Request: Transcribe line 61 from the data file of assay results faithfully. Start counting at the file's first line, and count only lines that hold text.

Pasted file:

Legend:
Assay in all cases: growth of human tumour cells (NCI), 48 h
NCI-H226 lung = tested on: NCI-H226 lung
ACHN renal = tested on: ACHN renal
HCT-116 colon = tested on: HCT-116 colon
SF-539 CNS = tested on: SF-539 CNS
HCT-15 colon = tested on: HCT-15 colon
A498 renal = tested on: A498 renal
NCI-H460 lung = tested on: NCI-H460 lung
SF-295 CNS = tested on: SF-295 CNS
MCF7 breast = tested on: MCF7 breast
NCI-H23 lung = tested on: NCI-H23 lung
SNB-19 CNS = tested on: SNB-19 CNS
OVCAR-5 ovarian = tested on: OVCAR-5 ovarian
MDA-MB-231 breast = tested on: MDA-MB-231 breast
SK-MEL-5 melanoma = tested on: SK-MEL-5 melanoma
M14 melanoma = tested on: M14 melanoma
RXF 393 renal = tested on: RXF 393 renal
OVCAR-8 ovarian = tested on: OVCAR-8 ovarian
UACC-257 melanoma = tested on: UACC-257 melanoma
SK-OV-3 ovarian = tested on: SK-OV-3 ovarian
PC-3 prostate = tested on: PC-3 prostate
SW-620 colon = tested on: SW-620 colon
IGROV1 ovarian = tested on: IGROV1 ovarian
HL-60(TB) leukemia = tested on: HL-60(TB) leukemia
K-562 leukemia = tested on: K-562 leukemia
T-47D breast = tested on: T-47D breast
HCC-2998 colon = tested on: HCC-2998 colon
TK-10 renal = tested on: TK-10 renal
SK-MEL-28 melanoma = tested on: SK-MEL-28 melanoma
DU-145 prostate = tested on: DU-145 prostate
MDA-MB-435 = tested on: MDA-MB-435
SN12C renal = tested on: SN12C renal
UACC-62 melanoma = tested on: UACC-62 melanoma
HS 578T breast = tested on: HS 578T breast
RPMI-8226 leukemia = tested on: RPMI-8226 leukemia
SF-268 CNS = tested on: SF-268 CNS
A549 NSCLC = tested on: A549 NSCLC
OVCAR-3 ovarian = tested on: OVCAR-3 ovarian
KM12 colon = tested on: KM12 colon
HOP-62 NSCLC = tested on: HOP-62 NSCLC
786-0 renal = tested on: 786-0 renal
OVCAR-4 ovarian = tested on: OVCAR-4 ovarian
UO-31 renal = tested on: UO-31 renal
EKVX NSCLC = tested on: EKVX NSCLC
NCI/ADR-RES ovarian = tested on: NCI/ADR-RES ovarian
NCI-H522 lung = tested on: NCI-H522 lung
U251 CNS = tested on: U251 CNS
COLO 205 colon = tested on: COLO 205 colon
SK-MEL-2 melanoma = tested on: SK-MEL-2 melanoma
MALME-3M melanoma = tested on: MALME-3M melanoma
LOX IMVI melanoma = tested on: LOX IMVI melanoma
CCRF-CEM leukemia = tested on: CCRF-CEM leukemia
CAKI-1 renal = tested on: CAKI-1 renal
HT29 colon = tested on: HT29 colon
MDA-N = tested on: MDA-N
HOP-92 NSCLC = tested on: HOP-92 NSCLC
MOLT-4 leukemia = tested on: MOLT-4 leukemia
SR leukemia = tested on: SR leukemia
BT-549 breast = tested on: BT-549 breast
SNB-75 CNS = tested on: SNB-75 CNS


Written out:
SNB-75 CNS = tested on: SNB-75 CNS